The pace is clean, and every moment is focussed. The design is traditional: Desdemona’s wearing a lovely Elizabethan dress and the actors to a man are in leather pants. The set is marvelous, visually - seven arches behind six arches - and it moves for the Council Chamber. Unfortunately, it doesn’t change to indicate Cyprus, which, paradoxically, looks just like Venice. The least a set could do is to indicate setting.

And so the production is enjoyable - but, then, so is Neil Simon. There’s no tragedy here, only a well-played melodrama. But Free Shakespeare in the Park is always wonderful, with that one bright star - or maybe it’s Venus - over the stage, and the stage itself glowing - Wonderful!

Steve Capra

June, 2018

Tuesday, June 12, 2018

A Blanket of Dust

Photo by Sharon Kinsella

In Richard Squires’ play A Blanket of Dust, presented at The Flea Theater by Delphi Film in association with Alfonso Ramos and Eve Pomerance, a woman, Diane, looses her husband in the 9-11 disaster. She’s convinced that the government is responsible for the catastrophe, and campaigns to uncover the conspiracy. She’s a Senator’s daughter, so the issue becomes a family affair. Years later, she becomes involved with Andrew, a book store owner active in the dissident movement. Andrew is also at odds with his parents on political issues (his father is in government but it’s not clear what his position is.) In frustration, Andrew commits suicide - he sets fire to himself - in protest. This is all pretty grim, but, well, it’s a grim world, and it’s good to see issue- committed theater.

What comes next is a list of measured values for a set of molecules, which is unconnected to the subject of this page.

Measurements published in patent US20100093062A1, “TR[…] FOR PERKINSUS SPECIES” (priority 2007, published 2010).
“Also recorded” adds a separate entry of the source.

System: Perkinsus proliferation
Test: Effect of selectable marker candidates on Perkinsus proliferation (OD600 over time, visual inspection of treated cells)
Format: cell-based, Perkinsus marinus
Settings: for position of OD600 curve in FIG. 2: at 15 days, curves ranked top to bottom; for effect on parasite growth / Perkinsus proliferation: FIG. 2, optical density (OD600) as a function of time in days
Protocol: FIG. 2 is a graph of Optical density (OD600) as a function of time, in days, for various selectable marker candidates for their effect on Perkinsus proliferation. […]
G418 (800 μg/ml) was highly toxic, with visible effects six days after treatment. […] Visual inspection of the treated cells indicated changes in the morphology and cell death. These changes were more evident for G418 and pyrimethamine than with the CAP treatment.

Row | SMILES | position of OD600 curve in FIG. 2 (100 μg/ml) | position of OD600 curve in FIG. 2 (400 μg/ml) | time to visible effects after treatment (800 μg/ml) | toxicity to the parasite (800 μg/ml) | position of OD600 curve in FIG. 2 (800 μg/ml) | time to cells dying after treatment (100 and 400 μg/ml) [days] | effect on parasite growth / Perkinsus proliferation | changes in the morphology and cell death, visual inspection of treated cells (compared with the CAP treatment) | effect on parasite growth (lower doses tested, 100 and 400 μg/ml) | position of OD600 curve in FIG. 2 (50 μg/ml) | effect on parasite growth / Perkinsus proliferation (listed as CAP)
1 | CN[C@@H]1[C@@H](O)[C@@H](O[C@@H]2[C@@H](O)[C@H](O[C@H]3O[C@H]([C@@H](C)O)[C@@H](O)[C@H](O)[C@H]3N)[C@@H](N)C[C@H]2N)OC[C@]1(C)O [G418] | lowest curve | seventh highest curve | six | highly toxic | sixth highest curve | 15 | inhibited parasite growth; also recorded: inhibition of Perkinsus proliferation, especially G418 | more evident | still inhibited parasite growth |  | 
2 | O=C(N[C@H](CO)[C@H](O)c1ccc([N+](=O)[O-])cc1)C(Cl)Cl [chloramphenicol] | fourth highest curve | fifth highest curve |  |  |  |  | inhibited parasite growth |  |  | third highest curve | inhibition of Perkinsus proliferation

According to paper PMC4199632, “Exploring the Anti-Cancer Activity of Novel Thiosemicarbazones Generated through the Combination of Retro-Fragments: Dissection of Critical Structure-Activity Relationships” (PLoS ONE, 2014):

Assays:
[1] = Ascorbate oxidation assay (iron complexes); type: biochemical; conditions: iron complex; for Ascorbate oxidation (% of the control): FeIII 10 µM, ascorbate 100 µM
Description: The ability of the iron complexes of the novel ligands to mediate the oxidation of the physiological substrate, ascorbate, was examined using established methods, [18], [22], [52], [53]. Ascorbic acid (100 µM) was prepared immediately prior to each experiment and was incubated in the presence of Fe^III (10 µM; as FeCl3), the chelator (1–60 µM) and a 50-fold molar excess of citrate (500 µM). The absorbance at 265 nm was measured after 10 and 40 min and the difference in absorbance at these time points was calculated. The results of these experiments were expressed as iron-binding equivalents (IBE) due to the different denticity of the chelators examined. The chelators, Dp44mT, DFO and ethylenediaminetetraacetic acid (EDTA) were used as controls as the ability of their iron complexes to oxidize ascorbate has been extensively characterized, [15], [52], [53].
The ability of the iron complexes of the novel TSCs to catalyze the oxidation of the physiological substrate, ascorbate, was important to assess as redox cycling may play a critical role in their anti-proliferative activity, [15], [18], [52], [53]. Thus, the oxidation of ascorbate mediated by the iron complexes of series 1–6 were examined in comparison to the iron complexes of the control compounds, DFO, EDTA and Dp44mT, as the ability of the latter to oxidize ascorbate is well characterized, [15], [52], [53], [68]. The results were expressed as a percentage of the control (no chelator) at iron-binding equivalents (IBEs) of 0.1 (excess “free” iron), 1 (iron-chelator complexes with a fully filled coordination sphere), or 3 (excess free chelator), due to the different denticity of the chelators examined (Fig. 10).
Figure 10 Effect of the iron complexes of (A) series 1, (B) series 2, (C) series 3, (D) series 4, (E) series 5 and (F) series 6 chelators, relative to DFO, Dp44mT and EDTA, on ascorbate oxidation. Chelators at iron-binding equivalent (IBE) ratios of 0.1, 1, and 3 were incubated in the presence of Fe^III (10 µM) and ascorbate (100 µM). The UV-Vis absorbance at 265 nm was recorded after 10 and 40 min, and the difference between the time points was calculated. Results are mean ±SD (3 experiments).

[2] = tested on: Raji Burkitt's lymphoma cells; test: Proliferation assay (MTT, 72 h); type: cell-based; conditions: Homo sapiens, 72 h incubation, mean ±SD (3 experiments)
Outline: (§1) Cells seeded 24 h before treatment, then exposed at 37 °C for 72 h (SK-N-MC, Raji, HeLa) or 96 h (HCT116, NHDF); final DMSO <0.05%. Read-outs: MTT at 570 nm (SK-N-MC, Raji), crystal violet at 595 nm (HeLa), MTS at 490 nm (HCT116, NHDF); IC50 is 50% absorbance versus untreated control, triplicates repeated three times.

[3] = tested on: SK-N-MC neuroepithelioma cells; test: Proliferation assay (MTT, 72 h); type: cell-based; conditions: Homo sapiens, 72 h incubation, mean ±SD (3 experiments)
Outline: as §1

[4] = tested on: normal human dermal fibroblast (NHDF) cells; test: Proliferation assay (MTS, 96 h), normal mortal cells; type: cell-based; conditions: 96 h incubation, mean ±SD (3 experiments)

Mr. Squires’ keeps his script as lean as the WTC towers. The characters have no identity aside from their attitudes toward the issue, aside from the sketchy romance. There’s no particularization. We never learn things about them like what color wallpaper they like or where they went to school. Unfortunately, this style makes the play less a drama than a mere argument. When Andrew takes Diane to meet his folks, they start arguing immediately. Mr. Squires doesn’t even give a nod to conventional social interaction. I don’t believe this quality is an error; Mr. Squires is too good a playwright to make that sort of error. It’s a choice.